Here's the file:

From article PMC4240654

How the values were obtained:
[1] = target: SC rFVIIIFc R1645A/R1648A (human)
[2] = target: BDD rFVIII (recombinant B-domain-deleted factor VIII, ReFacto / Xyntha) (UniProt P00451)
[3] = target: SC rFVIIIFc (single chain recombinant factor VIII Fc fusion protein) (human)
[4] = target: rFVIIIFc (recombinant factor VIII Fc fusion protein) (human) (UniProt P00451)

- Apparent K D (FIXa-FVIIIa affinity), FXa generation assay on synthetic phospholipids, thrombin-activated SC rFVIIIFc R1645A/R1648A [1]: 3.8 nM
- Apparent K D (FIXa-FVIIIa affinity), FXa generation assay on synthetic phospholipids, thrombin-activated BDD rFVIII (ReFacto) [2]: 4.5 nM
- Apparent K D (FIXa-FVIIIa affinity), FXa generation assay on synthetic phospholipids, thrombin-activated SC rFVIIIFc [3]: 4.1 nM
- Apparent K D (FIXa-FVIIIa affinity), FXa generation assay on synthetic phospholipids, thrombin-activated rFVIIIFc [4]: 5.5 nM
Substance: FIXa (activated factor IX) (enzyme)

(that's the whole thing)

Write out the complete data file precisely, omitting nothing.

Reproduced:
From article PMC4240654

How the values were obtained:
[1] = target: SC rFVIIIFc R1645A/R1648A (human)
[2] = target: BDD rFVIII (recombinant B-domain-deleted factor VIII, ReFacto / Xyntha) (UniProt P00451)
[3] = target: SC rFVIIIFc (single chain recombinant factor VIII Fc fusion protein) (human)
[4] = target: rFVIIIFc (recombinant factor VIII Fc fusion protein) (human) (UniProt P00451)

- Apparent K D (FIXa-FVIIIa affinity), FXa generation assay on synthetic phospholipids, thrombin-activated SC rFVIIIFc R1645A/R1648A [1]: 3.8 nM
- Apparent K D (FIXa-FVIIIa affinity), FXa generation assay on synthetic phospholipids, thrombin-activated BDD rFVIII (ReFacto) [2]: 4.5 nM
- Apparent K D (FIXa-FVIIIa affinity), FXa generation assay on synthetic phospholipids, thrombin-activated SC rFVIIIFc [3]: 4.1 nM
- Apparent K D (FIXa-FVIIIa affinity), FXa generation assay on synthetic phospholipids, thrombin-activated rFVIIIFc [4]: 5.5 nM
Substance: FIXa (activated factor IX) (enzyme)